Calypso Caribbean Music

Calypso Caribbean Music

Calypso music is heavily rooted in West African traditional music. During slavery, the slaves were forbidden to talk to each other but were allowed to sing. Slaves used calypso as a means of communication, entertainment and mocking the slave masters. This genre of music finds roots in West African Kaiso.

Calypso is popular in most English speaking Caribbean islands like Dominica, Barbados, St Vincent, St Lucia, Grenada and Antigua, but Trinidad is considered the mecca of calypso.

Calypso caribbean music has been influenced not only by African rhythms, but by European folk music as well. This is attributed to the fact that over time, Trinidad was ruled by the British, French and Spanish. The result is music that is heavily rhythmic, but still pleasantly melodic.

Calypso Music - Instruments

Traditional calypso instruments include the guitar, banjo and various percussion instruments. Brass instruments, especially trumpet and trombone and woodwind instruments like the saxophone are used in most calypso songs, particular when the music is played live and at Calypso monarch competitions.

It probably wouldn't be fair to speak of calypso music without mentioning the steel drum (also called steel pan). This instrument was invented in Trinidad and Tobago in the 1930s and is a major part of Caribbean carnival celebrations. Panorama competitions are held yearly in various islands and calypso music is played on the steel drum. Steel bands compete to see who will become Panorama champions.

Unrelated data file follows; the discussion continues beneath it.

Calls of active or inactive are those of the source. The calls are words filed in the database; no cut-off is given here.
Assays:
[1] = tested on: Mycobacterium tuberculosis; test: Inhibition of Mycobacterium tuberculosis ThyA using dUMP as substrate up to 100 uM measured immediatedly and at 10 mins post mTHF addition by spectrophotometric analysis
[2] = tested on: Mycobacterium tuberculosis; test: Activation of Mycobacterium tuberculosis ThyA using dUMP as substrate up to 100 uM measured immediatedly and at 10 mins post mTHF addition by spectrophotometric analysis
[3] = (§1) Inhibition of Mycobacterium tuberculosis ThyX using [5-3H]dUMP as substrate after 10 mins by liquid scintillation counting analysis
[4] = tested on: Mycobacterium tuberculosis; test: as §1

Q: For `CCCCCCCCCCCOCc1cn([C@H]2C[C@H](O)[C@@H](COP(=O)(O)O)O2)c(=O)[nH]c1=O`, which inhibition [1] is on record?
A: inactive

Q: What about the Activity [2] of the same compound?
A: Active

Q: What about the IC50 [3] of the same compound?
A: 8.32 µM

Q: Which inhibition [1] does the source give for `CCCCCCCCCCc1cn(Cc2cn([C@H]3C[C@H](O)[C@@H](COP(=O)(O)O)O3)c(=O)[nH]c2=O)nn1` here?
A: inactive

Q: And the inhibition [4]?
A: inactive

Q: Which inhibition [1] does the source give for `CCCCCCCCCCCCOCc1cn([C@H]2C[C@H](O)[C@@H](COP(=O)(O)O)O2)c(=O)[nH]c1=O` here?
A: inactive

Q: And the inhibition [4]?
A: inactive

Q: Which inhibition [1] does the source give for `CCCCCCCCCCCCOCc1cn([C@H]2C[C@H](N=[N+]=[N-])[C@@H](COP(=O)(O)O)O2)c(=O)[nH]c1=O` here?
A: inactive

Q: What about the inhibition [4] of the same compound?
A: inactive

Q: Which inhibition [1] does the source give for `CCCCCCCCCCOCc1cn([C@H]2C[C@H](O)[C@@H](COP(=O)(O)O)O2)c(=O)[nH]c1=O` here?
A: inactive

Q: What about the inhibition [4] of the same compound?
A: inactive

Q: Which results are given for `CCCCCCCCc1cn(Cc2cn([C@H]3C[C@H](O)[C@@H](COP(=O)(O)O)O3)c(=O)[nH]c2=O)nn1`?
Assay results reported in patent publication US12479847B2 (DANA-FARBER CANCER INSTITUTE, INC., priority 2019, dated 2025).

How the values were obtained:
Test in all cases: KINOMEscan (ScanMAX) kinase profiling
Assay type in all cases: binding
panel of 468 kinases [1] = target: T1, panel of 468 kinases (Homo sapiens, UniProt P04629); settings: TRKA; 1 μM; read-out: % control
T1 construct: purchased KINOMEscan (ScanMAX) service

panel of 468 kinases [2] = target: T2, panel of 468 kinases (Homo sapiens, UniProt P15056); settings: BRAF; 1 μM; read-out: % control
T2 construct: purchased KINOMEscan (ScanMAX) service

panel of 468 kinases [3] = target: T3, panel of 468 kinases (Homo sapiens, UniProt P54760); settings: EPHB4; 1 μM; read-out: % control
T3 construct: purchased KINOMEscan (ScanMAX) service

Calypso music is very competition driven. Every year, at Carnival, Calypsonians (calypso artists) compete to see who will be the calypso monarch for that year. This competition is a major part of carnivals around the English-speaking Caribbean. Many of the songs are very political in nature but because of strict censorship the lyrics are cleverly veiled. Calypso songs focus heavily on the events of the day.

Harry Belafonte is credited for making calypso known internationally with his 1956 hit "Day-O" (The Banana Boat Song), a traditional Jamaican mento song. But arguably, this song is really a watered-down version of calypso music.

The Mighty Sparrow and Lord Kitchener are generally considered the greatest calypsonians ever. Other great calypso artists include Roaring Lion, David Rudder, Wilmoth Houdini, Growling Tiger, Atilla The Hun, Black Stalin, Lord Melody and Mighty Duke.

Calypso music has paved the way for various genres of music particularly soca music which is currently one of the most popular genres of Caribbean music in the world. The new genre was invented in the early 1960s by Lord Shorty. He added Indian rhythmic instruments (like the tabla) to traditional Calypso to create a new sound. Although some soca artists include social commentary in their songs, soca music is largely party music.

Listen to Calypso music here. 

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